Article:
In 181 BC, after Prince Heng's brother, Prince Liu Hui of Zhao, committed suicide over his marital problems, Grand Empress Dowager Lü, in effective control of the imperial government, offered the more prosperous Principality of Zhao to Prince Heng, but Prince Heng, judging that she was intending to make her nephew Lü Lu prince, politely declined and indicated that he preferred remaining on the border. The grand empress dowager made Lü Lu Prince of Zhao. During these years, the Principality of Dai did in fact become a key position in the defense against Xiongnu, Prince Heng became well-acquainted with Xiongnu customs and military strategies, although the extent of his own participation in military actions was unknown. In 180 BC, after Grand Empress Dowager Lü died and the officials made a coup d'etat against her clan and slaughtered them, after some deliberation, the officials offered the imperial throne to Prince Heng, rather than Prince Liu Xiang of Qi, the oldest grandson of Emperor Gao.
The key to their decision was that Prince Xiang's maternal clan was domineering and might repeat the behaviors of the Lü clan, while the clan of Prince Heng's maternal clan, the Bos, were considered to be kind and humble. After some hesitation, Prince Heng 23 years old, accepted the throne as Emperor Wen, his nephew, Emperor Houshao, viewed as a mere puppet of Grand Empress Dowager Lü and suspected of not being a son of Emperor Wen's older brother Emperor Hui, was deposed and executed. Emperor Wen showed an aptitude to govern the empire with diligence, appeared to be genuinely concerned for the people's welfare. Influenced by his wife Empress Dou, an adherent of Taoism, Emperor Wen governed the country with the general policies of non-interference with the people and relaxed laws, his personal life was marked by general willingness to forgive. He was very deferential to Zhou Bo, Chen Ping, Guan Ying, who were instrumental in his accession, they served as successive prime ministers. Examples of Emperor Wen's policies that showed kindness and concern for the people include the following: In 179 BC, he abolished the law that permitted the arrest and imprisonment of parents and siblings of criminals, with the exception of the crime of treason.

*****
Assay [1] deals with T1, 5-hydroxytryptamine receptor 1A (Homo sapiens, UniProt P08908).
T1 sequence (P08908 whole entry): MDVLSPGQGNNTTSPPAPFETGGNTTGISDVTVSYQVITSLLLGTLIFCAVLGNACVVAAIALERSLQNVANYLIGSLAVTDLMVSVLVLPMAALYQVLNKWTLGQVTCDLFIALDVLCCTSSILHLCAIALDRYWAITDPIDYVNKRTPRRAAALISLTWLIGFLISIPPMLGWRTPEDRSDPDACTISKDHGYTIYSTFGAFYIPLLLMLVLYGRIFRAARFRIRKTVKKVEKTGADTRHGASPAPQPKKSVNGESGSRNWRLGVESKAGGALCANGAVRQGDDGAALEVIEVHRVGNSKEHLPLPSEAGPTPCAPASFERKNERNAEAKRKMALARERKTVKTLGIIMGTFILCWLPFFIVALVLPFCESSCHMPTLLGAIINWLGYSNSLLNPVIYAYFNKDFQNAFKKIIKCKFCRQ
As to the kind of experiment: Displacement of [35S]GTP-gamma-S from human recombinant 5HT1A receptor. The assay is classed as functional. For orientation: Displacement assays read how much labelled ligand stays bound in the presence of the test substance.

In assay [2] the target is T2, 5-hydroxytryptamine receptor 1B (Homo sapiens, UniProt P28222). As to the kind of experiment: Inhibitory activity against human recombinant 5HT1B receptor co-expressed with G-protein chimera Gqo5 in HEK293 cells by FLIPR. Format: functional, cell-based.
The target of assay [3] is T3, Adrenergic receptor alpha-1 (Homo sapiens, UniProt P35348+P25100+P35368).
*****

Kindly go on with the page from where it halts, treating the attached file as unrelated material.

In 179 BC, he created a governmental assistance program for those in need. Loans or tax exemptions were offered to widowers, widows and seniors without children, he ordered that monthly stipends of rice and meat be given to seniors over 80 years of age, that additional stipends of cloth and cotton be given to seniors over 90 years of age. In 179 BC, he made peace with Nanyue, whose king Zhao Tuo Empress Dowager Lü had offended with an economic embargo and which therefore engaged in raids against the Principality of Changsha and the Commandery of Nan. Emperor Wen accomplished this by writing humble yet assertive letters to Zhao offering peace with dignity and by caring for Zhao's relatives remaining in his native town of Zhending. In 178 BC, after a solar eclipse, he requested that o